Here is the latest in a series of examinations into urban legends about music and whether they are true or false. Click here to view an archive of the movie urban legends featured so far.
MUSIC URBAN LEGEND: The Rolling Stones’ “Wild Horses” was almost accidentally erased.
For whatever reason, few rock songs have had as many legends about it than the Rolling Stones’ classic song, “Wild Horses.”
In the past, I’ve discussed whether Mick Jagger really wrote it about Marianne Faithful.
In the past, I’ve discussed whether Gram Parsons secretly wrote the song for the Stones.
Now, however, we’re taking a look a surprising thing that happened that nearly caused us to lose one of the great rock songs of all-time!
At the amazing website, soundonsound, they had a big article on the recording of the Rolling Stones’ song, “Start Me Up,” specifically, but about the recording of the album, Sticky Fingers, in general. They had the following bit about Chris Kimsey (who later produced a few Rolling Stones albums and was an engineer or producer on a low of famous albums) and his work on the album and how he almost erased “Wild Horses!”
While assisting on the sessions for the Stones’ classic Sticky Fingers album at Olympic in 1971, Chris Kimsey didn’t work on the centrepiece song, ‘Wild Horses’; but he did nearly destroy it. Engineered on eight-track by Glyn Johns, the recording required more tracks and so Kimsey was assigned the straightforward task of making an eight-to-eight copy. With one 3M machine in Studio One and another at the opposite end of the building in what was then known as the reduction (mixdown) room, the trainee decided to make the copy immediately after the session ended, at about three in the morning, when no one else was around.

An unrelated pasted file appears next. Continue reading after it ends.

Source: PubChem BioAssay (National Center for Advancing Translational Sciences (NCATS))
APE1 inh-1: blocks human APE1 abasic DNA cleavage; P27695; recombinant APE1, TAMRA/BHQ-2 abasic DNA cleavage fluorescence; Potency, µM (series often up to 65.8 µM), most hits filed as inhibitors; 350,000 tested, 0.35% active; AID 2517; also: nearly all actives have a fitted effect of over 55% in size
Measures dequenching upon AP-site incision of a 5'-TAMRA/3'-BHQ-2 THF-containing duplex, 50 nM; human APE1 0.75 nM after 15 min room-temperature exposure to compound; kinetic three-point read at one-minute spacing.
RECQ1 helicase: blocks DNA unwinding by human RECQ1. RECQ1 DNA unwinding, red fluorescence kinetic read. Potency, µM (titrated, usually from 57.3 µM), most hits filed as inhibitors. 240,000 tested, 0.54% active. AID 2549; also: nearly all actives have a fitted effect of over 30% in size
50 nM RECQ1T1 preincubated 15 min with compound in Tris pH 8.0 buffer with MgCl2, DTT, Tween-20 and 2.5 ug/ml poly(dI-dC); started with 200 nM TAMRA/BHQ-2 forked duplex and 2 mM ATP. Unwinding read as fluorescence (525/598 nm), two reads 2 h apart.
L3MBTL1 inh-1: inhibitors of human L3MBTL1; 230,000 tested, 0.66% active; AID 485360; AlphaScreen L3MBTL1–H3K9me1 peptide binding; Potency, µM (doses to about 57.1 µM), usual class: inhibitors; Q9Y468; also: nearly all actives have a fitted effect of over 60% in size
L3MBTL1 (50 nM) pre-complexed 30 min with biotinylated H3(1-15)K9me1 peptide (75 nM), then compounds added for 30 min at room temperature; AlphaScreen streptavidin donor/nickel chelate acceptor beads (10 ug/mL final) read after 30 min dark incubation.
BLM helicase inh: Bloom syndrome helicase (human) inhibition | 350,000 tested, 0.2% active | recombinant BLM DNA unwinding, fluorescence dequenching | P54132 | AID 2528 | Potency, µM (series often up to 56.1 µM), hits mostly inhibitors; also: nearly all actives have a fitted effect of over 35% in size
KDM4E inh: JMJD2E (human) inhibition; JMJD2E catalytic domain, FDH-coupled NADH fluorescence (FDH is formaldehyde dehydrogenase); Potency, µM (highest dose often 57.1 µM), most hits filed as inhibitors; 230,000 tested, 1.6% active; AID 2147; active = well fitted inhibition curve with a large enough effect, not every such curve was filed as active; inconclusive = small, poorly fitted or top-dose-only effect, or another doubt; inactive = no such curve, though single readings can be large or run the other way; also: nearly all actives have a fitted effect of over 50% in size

Accordingly, he put the master reel on one machine, loaded the virgin tape onto the other, checked all the connections, pressed Play on the master, ran the two-minute journey to the reduction room to make sure the correct signals were coming in, pressed Record, ran another two minutes back to the main control room, rewound the master, again pressed Play, and then returned to the other room to monitor the copy. So far, so good. However, after about a minute, the incoming sound slowed right down and ground to a halt. Trouble. Running as fast as he could to the Studio One control room, Kimsey duly discovered that the takeup spool was bent and stuck, causing the tape to wrap itself around the capstan motor until it stopped.
“The tape had wrapped itself neatly around the motor, but with creases every inch and a half,” he now recalls. “I was shitting myself. I started lifting it out, incredibly slowly and delicately, and hours went by before, at around six in the morning, [studio manager] Keith Grant came in for an early session. Well, he took one look at me in a big heap on the floor, and after asking what happened he got a big, heavyweight iron — obviously not hot — and helped me press out the creases. It took me hours, and then I had to sit there and play the tape for hours and hours and hours to get the creases completely out. To this day, none of the guys has ever been told about this.”
Now, obviously, they would have just re-recorded it, but who knows whether the re-recorded version would be the same?
Kimsey told another story about how he accidentally actually DID erase 30 seconds of a Small Faces song even earlier in his career. Learning from mistakes! 🙂
The legend is…
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